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#AboutLastWeek: Bitcoin price nears $600, Jenkins polishes its UX and more

Gabriela Motroc
Ripped paper with word weekly report image via Shutterstock

Each Monday we take a step back and analyze what has happened in the previous week. Last week we watched Bitcoin blow all expectations and Blue Ocean reshape Jenkins’ user experience and we got excited about Go 1.7. Kotlin is once again gaining momentum and Hadoop-as-a-Service got us thinking. But that’s not all folks!

Bitcoin is on fire

Let’s call it a deja-vu. Bitcoin price passed the $500 threshold in late May, something which hasn’t happened in almost two years. Despite reports that it will drop once again, the price is still going strong —at press time, the price continued to increase and almost broke the $600 threshold ($582.13).

The most beloved scenario is that fears in China that the yuan could weaken may have something to do with the sudden growth. China’s decision to restrict the flow of cash out of the country has indubitably prompted concerned citizens to seek ways around capital restrictions and Bitcoin proved to be a sort of safe haven.

Du Jin, chief marketing officer at Huobi, told The Wall Street Journal that the “hot money in China has to go somewhere.” Growing concerns regarding yuan deflation may have prompted people to perceive Bitcoin as an alternative to pouring their cash inside the country (and eventually losing it as the yuan depreciates). Low confidence in this currency could be the reason behind the Bitcoin price hike.

Blue Ocean: Rethinking Jenkins’ user experience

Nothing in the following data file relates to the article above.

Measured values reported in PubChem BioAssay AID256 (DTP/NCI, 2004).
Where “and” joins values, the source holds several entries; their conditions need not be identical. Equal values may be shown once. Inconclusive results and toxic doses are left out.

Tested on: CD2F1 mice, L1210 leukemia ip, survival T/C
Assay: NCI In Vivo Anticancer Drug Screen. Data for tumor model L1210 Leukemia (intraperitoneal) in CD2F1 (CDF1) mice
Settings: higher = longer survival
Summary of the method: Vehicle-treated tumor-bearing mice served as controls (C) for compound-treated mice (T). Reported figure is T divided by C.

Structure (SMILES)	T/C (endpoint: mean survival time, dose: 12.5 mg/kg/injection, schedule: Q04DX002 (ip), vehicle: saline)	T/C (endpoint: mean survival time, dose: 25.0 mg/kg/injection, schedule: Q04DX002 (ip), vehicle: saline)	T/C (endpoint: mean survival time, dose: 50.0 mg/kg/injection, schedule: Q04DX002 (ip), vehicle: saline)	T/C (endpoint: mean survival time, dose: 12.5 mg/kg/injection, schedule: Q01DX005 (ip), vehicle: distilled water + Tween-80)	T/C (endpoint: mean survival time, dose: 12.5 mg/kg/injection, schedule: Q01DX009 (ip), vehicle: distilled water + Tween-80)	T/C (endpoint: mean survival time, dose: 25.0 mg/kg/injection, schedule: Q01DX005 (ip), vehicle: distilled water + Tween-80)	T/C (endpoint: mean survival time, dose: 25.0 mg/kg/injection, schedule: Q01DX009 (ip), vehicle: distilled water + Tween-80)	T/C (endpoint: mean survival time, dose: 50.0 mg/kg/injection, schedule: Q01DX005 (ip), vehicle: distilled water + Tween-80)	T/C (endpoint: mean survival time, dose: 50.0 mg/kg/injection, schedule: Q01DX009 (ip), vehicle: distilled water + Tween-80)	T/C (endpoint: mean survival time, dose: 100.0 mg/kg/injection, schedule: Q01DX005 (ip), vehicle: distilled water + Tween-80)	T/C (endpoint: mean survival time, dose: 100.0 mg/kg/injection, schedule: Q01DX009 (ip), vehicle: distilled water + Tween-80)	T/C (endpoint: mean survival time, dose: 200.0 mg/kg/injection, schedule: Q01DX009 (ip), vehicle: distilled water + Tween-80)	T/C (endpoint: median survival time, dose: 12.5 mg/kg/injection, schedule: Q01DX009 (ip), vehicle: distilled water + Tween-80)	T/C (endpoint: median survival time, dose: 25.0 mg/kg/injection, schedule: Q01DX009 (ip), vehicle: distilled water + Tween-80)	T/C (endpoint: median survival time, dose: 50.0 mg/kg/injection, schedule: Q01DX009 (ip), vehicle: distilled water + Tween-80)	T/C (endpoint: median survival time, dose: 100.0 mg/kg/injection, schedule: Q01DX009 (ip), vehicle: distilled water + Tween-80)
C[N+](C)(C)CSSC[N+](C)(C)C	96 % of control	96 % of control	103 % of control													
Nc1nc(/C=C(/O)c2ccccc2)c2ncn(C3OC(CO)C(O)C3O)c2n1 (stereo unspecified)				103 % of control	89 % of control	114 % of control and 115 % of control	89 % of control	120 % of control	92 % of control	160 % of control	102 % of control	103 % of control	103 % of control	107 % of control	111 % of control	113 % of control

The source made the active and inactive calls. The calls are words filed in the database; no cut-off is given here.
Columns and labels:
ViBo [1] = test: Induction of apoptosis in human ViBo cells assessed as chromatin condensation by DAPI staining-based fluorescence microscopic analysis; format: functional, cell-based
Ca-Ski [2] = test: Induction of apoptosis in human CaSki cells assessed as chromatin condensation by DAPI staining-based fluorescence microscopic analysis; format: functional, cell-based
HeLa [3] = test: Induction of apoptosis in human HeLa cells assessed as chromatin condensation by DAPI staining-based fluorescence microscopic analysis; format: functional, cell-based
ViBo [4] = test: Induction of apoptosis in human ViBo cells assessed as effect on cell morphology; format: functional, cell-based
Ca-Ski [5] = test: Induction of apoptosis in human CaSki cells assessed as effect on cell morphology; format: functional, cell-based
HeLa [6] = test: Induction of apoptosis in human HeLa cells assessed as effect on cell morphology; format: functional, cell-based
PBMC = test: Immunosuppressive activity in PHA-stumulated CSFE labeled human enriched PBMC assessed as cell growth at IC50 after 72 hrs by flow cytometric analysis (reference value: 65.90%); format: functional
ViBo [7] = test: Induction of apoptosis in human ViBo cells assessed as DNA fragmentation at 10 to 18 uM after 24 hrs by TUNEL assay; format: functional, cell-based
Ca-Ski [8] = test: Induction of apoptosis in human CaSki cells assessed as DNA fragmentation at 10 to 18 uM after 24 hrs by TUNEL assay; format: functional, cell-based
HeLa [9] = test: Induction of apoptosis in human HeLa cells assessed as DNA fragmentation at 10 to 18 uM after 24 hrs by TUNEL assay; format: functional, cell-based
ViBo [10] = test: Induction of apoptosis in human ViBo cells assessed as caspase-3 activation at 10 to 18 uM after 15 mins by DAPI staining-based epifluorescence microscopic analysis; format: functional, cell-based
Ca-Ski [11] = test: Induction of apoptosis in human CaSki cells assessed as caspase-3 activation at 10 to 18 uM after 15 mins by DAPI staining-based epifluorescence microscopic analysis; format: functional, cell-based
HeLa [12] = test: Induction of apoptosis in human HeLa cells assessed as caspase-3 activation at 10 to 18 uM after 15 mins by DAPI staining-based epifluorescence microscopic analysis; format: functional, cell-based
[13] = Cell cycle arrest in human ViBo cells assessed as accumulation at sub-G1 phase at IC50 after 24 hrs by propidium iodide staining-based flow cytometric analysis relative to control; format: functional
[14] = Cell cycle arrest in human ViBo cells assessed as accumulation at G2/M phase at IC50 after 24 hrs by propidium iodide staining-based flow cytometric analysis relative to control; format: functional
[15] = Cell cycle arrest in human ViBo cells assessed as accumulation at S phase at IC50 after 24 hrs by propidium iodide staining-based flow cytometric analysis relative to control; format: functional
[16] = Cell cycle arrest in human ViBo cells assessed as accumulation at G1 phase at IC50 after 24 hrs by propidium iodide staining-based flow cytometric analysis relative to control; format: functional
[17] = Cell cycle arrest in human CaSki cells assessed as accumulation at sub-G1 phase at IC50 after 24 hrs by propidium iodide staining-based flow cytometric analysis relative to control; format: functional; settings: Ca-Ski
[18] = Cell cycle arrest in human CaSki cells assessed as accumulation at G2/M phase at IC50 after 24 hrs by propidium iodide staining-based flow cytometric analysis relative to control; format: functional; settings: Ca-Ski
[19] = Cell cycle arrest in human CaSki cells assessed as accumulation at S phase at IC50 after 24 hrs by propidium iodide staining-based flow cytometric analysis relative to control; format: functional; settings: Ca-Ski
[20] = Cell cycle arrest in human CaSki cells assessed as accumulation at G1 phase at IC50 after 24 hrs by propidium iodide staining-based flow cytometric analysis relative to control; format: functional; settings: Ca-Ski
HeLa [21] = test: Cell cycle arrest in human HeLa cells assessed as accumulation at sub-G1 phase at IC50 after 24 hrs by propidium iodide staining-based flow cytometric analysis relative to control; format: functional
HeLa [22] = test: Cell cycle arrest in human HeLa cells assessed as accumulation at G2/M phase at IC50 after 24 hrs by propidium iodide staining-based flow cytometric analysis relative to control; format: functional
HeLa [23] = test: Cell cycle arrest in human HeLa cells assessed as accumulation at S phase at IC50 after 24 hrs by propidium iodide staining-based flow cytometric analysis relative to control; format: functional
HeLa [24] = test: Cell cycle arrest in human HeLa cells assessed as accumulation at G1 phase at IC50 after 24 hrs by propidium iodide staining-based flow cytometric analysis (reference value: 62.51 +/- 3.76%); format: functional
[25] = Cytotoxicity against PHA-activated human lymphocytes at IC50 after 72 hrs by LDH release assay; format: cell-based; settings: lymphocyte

Blue Ocean is reshaping Jenkins’ user experience, modeling and presenting the process of software delivery by transpiring information which is important to development teams with as few clicks as possible without sacrificing the extensibility which is core to Jenkins.

CloudBees’ James Dumay announced the arrival of Blue Ocean in a blog post in late May. He acknowledged that developers have become increasingly attracted to tools which are not only functional, but are also created to fit into their workflow in a seamless way. Jenkins was in need of a top-notch user experience — which is why Blue Ocean came into being.

Go 1.7 happening soon

It’s been four months since Go 1.6 was released and people are already curious to see what’s new about 1.7. According to the release notes draft, most of the changes are in the implementation of the libraries, toolchain and runtime —only a minor change has been made to the language specification. The release maintains the Go 1 promise of compatibility, so almost all Go programs should continue to compile and run as before.

For more information, read the release notes draft here.

Kotlin is gaining momentum

Three months after releasing Kotlin 1.0.1, Andrey Breslav,  the lead language designer of Kotlin, shared a video in which he explained where this programming language stands and what’s next for it. Breslav announced that the development is in two lines: the incremental updates, 1.0.2, 1.0.3, which are source compatible, and 1.1 —another parallel line where they do language features, and their source compatibility is backward compatibility. 1.0 may not be able to compile 1.1.

More recently, JetBrains launched Kotlin Eclipse Plugin 0.7 and tied Kotlin’s fate to Gradle’s.

Hadoop-as-a-Service: There is hope in the cloud

Nilay Shrivastava, Business Manager at IBM Cloud, taught us a thing or two about the benefits of using Hadoop-as-a-Service.Without further ado, here is why you should consider using Hadoop-as-a-Service: cheap infrastructure, enable faster advanced analytics, scale to unlimited resources in minutes, self-service analytics platforms and faster deployment. If you want to dive into the reasons why Hadoop-as-a-Service should spark your interest, read the entire article here.

Gabriela Motroc
Gabriela Motroc was editor of and JAX Magazine. Before working at Software & Support Media Group, she studied International Communication Management at the Hague University of Applied Sciences.

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